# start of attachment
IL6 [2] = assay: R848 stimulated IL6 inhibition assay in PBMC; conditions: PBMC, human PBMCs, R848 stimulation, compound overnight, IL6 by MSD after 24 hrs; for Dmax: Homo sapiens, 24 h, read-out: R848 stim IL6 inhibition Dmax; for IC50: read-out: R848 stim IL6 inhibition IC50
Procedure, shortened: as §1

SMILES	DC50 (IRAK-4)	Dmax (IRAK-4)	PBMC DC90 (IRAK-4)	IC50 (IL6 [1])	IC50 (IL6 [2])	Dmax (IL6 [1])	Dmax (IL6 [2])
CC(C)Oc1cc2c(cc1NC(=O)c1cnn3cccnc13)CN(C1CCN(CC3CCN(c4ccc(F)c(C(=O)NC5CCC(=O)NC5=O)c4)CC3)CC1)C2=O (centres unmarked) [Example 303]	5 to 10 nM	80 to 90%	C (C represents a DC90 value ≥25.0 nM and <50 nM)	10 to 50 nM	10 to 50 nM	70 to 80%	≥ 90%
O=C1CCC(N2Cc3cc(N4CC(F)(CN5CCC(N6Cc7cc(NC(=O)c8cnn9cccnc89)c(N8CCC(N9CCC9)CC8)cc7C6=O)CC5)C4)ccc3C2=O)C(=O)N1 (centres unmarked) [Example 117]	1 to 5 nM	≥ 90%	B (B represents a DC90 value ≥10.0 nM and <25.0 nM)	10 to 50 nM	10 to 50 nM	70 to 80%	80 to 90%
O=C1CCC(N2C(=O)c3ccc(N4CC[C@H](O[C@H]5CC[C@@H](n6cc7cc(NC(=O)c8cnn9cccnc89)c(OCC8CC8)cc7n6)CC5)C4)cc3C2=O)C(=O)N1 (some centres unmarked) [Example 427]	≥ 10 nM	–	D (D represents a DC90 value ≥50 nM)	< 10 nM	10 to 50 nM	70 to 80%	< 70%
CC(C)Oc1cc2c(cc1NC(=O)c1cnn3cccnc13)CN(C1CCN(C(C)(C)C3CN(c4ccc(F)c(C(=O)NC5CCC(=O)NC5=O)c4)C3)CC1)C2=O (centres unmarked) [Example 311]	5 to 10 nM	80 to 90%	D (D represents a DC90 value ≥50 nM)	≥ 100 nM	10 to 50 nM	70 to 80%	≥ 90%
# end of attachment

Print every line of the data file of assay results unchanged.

IL6 [2] = assay: R848 stimulated IL6 inhibition assay in PBMC; conditions: PBMC, human PBMCs, R848 stimulation, compound overnight, IL6 by MSD after 24 hrs; for Dmax: Homo sapiens, 24 h, read-out: R848 stim IL6 inhibition Dmax; for IC50: read-out: R848 stim IL6 inhibition IC50
Procedure, shortened: as §1

SMILES	DC50 (IRAK-4)	Dmax (IRAK-4)	PBMC DC90 (IRAK-4)	IC50 (IL6 [1])	IC50 (IL6 [2])	Dmax (IL6 [1])	Dmax (IL6 [2])
CC(C)Oc1cc2c(cc1NC(=O)c1cnn3cccnc13)CN(C1CCN(CC3CCN(c4ccc(F)c(C(=O)NC5CCC(=O)NC5=O)c4)CC3)CC1)C2=O (centres unmarked) [Example 303]	5 to 10 nM	80 to 90%	C (C represents a DC90 value ≥25.0 nM and <50 nM)	10 to 50 nM	10 to 50 nM	70 to 80%	≥ 90%
O=C1CCC(N2Cc3cc(N4CC(F)(CN5CCC(N6Cc7cc(NC(=O)c8cnn9cccnc89)c(N8CCC(N9CCC9)CC8)cc7C6=O)CC5)C4)ccc3C2=O)C(=O)N1 (centres unmarked) [Example 117]	1 to 5 nM	≥ 90%	B (B represents a DC90 value ≥10.0 nM and <25.0 nM)	10 to 50 nM	10 to 50 nM	70 to 80%	80 to 90%
O=C1CCC(N2C(=O)c3ccc(N4CC[C@H](O[C@H]5CC[C@@H](n6cc7cc(NC(=O)c8cnn9cccnc89)c(OCC8CC8)cc7n6)CC5)C4)cc3C2=O)C(=O)N1 (some centres unmarked) [Example 427]	≥ 10 nM	–	D (D represents a DC90 value ≥50 nM)	< 10 nM	10 to 50 nM	70 to 80%	< 70%
CC(C)Oc1cc2c(cc1NC(=O)c1cnn3cccnc13)CN(C1CCN(C(C)(C)C3CN(c4ccc(F)c(C(=O)NC5CCC(=O)NC5=O)c4)C3)CC1)C2=O (centres unmarked) [Example 311]	5 to 10 nM	80 to 90%	D (D represents a DC90 value ≥50 nM)	≥ 100 nM	10 to 50 nM	70 to 80%	≥ 90%